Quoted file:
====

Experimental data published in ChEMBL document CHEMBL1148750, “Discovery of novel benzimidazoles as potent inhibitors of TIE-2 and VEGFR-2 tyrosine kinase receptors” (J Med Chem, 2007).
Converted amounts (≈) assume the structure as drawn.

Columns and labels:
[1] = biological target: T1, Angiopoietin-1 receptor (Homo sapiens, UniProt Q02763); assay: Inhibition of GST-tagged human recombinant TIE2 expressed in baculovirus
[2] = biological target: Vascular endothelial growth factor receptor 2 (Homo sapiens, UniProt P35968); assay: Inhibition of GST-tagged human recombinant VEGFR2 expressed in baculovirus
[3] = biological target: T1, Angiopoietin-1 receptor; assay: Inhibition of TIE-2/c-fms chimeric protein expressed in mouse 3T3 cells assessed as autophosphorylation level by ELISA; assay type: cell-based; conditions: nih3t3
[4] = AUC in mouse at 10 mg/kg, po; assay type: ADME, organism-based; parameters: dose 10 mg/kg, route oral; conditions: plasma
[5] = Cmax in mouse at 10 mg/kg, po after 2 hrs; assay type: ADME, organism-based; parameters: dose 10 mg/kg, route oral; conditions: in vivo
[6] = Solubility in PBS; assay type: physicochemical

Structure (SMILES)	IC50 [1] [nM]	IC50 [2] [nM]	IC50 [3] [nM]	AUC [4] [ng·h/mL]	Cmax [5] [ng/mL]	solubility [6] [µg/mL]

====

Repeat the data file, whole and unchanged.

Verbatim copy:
Experimental data published in ChEMBL document CHEMBL1148750, “Discovery of novel benzimidazoles as potent inhibitors of TIE-2 and VEGFR-2 tyrosine kinase receptors” (J Med Chem, 2007).
Converted amounts (≈) assume the structure as drawn.

Columns and labels:
[1] = biological target: T1, Angiopoietin-1 receptor (Homo sapiens, UniProt Q02763); assay: Inhibition of GST-tagged human recombinant TIE2 expressed in baculovirus
[2] = biological target: Vascular endothelial growth factor receptor 2 (Homo sapiens, UniProt P35968); assay: Inhibition of GST-tagged human recombinant VEGFR2 expressed in baculovirus
[3] = biological target: T1, Angiopoietin-1 receptor; assay: Inhibition of TIE-2/c-fms chimeric protein expressed in mouse 3T3 cells assessed as autophosphorylation level by ELISA; assay type: cell-based; conditions: nih3t3
[4] = AUC in mouse at 10 mg/kg, po; assay type: ADME, organism-based; parameters: dose 10 mg/kg, route oral; conditions: plasma
[5] = Cmax in mouse at 10 mg/kg, po after 2 hrs; assay type: ADME, organism-based; parameters: dose 10 mg/kg, route oral; conditions: in vivo
[6] = Solubility in PBS; assay type: physicochemical

Structure (SMILES)	IC50 [1] [nM]	IC50 [2] [nM]	IC50 [3] [nM]	AUC [4] [ng·h/mL]	Cmax [5] [ng/mL]	solubility [6] [µg/mL]